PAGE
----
Maximum SR&ED refund: Federal & Provincial ITCs (Ontario)

Maximum SR&ED refund: Provincial level
Maximum SR&ED refund: Federal & Provincial ITCs (Ontario) Photo Credit: Kindel Media via Pexels.com

We are often asked by our clients if there is a maximum Scientific Research and Experimental Development (SR&ED) refund that can be claimed. This is a great question and like most topics related to SR&ED, the answer is not straightforward. This article will explain the maximum federal SR&ED refund, the maximum related provincial tax credits for Ontario companies, and how they may affect the investment tax credits (ITCs) your organization receives. 

Federal Refund Rates for SR&ED 

The federal refund rate available to SR&ED claimants depends on what type of corporation the claimant corporation is as well as the amount of eligible expenditures they are claiming for the tax year: 

“Canadian-controlled private corporations: Generally, a Canadian-controlled private corporation (CCPC) can earn a refundable ITC at the enhanced rate of 35% on qualified SR&ED expenditures of $3 million. You can also earn a non-refundable ITC at the basic rate of 15% on an amount over $3 million. However, if you are a CCPC that also meets the definition of a qualifying corporation, you also earn a refundable ITC at the basic rate of 15% on an amount over $3 million, and 40% of the ITC can be refunded.”1

If the $3M expenditure limit is exceeded only qualifying CCPCs are eligible to earn refundable ITCs over that limit. Other corporations may only earn non-refundable ITCs over the $3M expenditure limit.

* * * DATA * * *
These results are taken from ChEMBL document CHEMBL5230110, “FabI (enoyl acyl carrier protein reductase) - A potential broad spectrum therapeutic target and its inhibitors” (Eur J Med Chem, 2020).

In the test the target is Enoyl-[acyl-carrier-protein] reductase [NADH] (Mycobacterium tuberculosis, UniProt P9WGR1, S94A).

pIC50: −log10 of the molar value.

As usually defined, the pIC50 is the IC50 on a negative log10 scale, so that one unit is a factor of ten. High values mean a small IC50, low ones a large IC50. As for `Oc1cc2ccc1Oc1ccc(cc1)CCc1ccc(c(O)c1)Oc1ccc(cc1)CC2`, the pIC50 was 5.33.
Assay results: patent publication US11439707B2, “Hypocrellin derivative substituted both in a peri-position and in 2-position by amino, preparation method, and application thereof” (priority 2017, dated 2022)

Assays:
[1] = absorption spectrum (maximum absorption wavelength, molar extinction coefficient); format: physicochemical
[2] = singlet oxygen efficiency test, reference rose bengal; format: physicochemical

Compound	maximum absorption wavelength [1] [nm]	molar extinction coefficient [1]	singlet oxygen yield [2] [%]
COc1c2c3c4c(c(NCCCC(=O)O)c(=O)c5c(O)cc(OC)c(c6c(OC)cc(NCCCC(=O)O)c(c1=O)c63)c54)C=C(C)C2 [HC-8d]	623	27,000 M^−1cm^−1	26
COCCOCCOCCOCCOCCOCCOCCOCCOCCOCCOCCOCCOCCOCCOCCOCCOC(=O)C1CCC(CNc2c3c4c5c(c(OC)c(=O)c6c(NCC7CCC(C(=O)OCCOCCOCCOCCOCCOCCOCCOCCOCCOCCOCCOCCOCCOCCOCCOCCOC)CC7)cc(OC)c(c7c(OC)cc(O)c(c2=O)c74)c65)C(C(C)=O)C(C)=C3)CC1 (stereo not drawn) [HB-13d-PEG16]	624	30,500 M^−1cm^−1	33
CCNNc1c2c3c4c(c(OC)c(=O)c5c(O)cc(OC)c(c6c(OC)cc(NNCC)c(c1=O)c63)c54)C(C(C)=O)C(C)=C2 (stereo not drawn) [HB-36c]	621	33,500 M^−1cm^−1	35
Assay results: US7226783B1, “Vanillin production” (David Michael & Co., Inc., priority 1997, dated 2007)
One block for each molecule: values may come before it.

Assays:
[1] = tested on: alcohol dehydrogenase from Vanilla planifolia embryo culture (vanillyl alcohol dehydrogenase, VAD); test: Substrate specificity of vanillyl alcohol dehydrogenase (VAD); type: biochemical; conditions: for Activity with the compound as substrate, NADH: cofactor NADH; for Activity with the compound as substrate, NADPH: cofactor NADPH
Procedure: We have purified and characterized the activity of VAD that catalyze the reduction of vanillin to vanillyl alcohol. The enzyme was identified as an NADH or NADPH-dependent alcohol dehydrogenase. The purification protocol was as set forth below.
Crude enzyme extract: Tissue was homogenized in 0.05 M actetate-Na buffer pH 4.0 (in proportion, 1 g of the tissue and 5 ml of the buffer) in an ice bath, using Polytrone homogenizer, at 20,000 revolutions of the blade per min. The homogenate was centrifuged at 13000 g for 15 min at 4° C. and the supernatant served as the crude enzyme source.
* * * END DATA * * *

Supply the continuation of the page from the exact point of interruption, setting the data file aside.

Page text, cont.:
The term refundable refers to the credit that is reimbursed directly to the claimant, whereas non-refundable credit is applied to the taxpayers’ Part I tax or carried back to a previous year and applied to the Part I tax in the previous year. Non-refundable tax credits are used only to reduce the amount of tax the claimant owes and are not returned in any monetary form to the claimant2. To learn how refundable and non-refundable ITCs differ, and when they may be received, see our article A Closer Look at Refundable and Non-refundable SR&ED Tax Credits. 

Maximum Federal SR&ED Refund: Running the Numbers 

To see these calculations in practice we have included examples below. If the company is a CCPC using the Proxy method and has $3M of eligible salary expenditures for the tax year, then it will receive the enhanced rate (35%) on the initial $3M and the basic rate (15%) on the remaining amount of eligible expenditures, which includes the Prescribed Proxy Amount (PPA):